Ensoniq Mirage

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Ensoniq Mirage DSK.jpg
Ensoniq Mirage DSK-1, the third generation
Dates1984 - 1988
Technical specifications
Oscillatordigital PCM sampler, 8 bit
Synthesis typeDigital Sample-based Subtractive
Filteranalog low-pass VCF
Velocity expressionYes
Storage memory128kb
External controlMIDI

The Ensoniq Mirage is one of the earliest affordable sampler-synths, introduced in 1984. As Ensoniq's first product,[1] it became a best-seller. It was priced below US$1,700 (equivalent to $4,184 in 2019) with features previously only found on more expensive samplers like the Fairlight CMI.


The Mirage is the brainchild of Robert Yannes, the man responsible for the MOS Technology SID (Sound Interface Device) chip in the Commodore 64. The Ensoniq Digital Oscillator Chip (Ensoniq ES5503 DOC) that he designed was used in the Mirage, ESQ-1, and SQ-80 and the Apple IIGS personal computer.

In 1988, Ensoniq replaced the Mirage with the more advanced EPS (Ensoniq Performance Sampler), and later the EPS-16+ and finally, the ASR-10.


DMS-8 rack-mounted version

There are three versions of the Mirage. The first has a spongy-feeling keyboard and large square black buttons. The second has a better-weighted feel keyboard and small calculator-like buttons. The third is shorter and uses the same plastic case as the SQ-80 and the EPS, has a non-weighted keyboard and sold for about $1300 USD. A 2U rack-mounted version was also produced. After the launch of the EPS in 1988, Ensoniq cut the price of the Mirage to $899, making it by far the cheapest sampler then available.

The Mirage is an 8-bit sampler featuring a 61 key velocity-sensitive keyboard, a two-digit LED display, extensive MIDI implementation, analog filters, a 333-event sequencer. It has 128kB of RAM (64kB for each keyboard half) and it is not expandable. Sample rate is variable from 10 kHz to 33 kHz with available sample time ranging from 2 to 6.5 seconds accordingly (for each keyboard half).[2]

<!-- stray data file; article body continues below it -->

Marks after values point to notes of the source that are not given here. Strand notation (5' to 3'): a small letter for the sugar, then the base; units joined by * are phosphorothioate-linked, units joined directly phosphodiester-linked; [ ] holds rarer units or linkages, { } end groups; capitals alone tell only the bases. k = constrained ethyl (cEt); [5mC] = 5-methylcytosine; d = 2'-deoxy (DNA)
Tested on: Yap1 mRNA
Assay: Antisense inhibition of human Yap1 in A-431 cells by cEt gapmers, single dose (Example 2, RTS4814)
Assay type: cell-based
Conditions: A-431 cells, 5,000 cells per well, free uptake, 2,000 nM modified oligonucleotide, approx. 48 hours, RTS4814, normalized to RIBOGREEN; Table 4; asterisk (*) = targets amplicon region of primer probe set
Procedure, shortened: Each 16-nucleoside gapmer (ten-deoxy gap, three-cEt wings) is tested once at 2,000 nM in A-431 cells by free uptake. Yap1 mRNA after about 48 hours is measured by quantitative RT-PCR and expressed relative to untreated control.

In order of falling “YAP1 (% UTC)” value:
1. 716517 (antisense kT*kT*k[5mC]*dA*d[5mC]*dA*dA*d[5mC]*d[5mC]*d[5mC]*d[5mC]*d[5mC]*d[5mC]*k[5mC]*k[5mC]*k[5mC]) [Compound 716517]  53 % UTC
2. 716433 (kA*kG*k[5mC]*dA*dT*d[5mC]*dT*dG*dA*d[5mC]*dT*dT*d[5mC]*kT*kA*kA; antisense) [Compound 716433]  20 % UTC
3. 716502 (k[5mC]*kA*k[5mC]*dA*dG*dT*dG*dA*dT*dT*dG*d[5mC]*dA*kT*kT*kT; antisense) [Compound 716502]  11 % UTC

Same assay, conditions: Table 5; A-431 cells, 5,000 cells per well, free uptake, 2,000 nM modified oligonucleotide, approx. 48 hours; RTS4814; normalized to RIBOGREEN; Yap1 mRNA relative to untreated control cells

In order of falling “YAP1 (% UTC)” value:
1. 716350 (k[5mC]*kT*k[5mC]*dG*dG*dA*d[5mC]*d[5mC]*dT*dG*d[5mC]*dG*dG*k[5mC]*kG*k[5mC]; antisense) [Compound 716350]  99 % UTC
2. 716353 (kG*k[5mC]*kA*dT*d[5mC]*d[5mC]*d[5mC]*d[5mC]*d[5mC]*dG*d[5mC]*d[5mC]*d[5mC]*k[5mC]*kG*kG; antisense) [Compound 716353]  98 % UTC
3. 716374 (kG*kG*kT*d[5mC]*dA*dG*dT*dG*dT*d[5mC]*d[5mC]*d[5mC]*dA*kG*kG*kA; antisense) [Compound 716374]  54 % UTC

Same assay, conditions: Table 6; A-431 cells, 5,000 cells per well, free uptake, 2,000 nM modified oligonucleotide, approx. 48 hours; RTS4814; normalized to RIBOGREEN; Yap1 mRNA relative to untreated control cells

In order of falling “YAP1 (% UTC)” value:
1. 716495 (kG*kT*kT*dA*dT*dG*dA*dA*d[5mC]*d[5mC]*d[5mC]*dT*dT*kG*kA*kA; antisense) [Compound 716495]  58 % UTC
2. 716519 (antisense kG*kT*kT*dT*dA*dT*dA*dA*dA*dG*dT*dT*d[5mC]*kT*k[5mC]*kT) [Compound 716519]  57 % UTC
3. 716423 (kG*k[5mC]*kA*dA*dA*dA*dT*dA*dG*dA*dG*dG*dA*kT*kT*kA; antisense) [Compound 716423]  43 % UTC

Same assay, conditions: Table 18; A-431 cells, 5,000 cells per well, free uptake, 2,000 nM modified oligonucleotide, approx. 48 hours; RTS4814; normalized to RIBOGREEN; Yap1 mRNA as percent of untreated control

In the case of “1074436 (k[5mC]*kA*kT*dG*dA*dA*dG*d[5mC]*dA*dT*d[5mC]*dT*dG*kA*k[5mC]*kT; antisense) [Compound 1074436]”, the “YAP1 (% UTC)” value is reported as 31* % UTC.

It includes a built-in 3.5 inch SS/DD floppy disk drive, which is used to boot the operating system as well as to store samples and sequences. Each disk has a copy of the operating system and can be used as a boot disk, obviating the need for a separate boot disk.

Each disk stores six samples and up to eight sequences. The keyboard is pre-configured into two halves, each functioning as two independent instruments, though the split point can be moved. This makes it easy to have one sound for the right hand (an upper sound) and another for the left (a lower sound). However, the standard OS can not move samples between keyboard halves. Thus the diskette can save three upper sounds and three lower sounds. Ensoniq later made an alternative OS available called MASOS which trades off performance features for editing features, including the ability to copy an upper sound to a lower sound and vice versa.

Using a feature called multi-sampling, the Mirage is also capable of assigning multiple samples to different keys across its keyboard. Using this technique, the Mirage essentially turns into a polyphonic mult-timbral MIDI sound module complete with a velocity-sensitive keyboard that can be used to drive other MIDI sound modules as well its own sound engine.

The Mirage sampler has become a minor sought-after item due to the distinctive sound of its low bitrate converters, although not as desirable as similar-sounding samplers such as Akai's MPC60 and S900 due to its complex hexadecimal-based programming. Many industrial producers have championed the Mirage for its abrasive sound qualities.


  1. ^ "Mirage-Net FAQ". Jawknee.com. Retrieved 2014-02-11. CS1 maint: discouraged parameter (link)
  2. ^ "Ensoniq Mirage Tech Info". Syntaur. Retrieved 2014-02-11. CS1 maint: discouraged parameter (link)

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